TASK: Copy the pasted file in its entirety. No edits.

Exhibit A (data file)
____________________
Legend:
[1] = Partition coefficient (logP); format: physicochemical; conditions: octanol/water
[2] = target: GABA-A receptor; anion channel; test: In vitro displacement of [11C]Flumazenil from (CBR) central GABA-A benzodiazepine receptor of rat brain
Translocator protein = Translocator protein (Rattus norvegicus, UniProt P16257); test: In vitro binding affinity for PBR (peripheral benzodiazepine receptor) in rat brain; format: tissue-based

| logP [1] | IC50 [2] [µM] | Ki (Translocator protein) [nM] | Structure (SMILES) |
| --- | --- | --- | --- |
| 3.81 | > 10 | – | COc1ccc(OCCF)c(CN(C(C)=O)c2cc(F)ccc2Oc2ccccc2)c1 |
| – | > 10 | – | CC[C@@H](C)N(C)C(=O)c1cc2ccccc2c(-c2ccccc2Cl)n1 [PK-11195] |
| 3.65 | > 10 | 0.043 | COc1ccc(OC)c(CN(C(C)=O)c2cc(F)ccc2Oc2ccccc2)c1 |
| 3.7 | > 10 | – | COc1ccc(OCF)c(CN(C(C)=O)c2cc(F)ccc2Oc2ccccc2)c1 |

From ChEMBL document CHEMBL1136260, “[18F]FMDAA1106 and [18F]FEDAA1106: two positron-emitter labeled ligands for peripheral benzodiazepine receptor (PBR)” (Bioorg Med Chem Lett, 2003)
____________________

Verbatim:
Legend:
[1] = Partition coefficient (logP); format: physicochemical; conditions: octanol/water
[2] = target: GABA-A receptor; anion channel; test: In vitro displacement of [11C]Flumazenil from (CBR) central GABA-A benzodiazepine receptor of rat brain
Translocator protein = Translocator protein (Rattus norvegicus, UniProt P16257); test: In vitro binding affinity for PBR (peripheral benzodiazepine receptor) in rat brain; format: tissue-based

| logP [1] | IC50 [2] [µM] | Ki (Translocator protein) [nM] | Structure (SMILES) |
| --- | --- | --- | --- |
| 3.81 | > 10 | – | COc1ccc(OCCF)c(CN(C(C)=O)c2cc(F)ccc2Oc2ccccc2)c1 |
| – | > 10 | – | CC[C@@H](C)N(C)C(=O)c1cc2ccccc2c(-c2ccccc2Cl)n1 [PK-11195] |
| 3.65 | > 10 | 0.043 | COc1ccc(OC)c(CN(C(C)=O)c2cc(F)ccc2Oc2ccccc2)c1 |
| 3.7 | > 10 | – | COc1ccc(OCF)c(CN(C(C)=O)c2cc(F)ccc2Oc2ccccc2)c1 |

From ChEMBL document CHEMBL1136260, “[18F]FMDAA1106 and [18F]FEDAA1106: two positron-emitter labeled ligands for peripheral benzodiazepine receptor (PBR)” (Bioorg Med Chem Lett, 2003)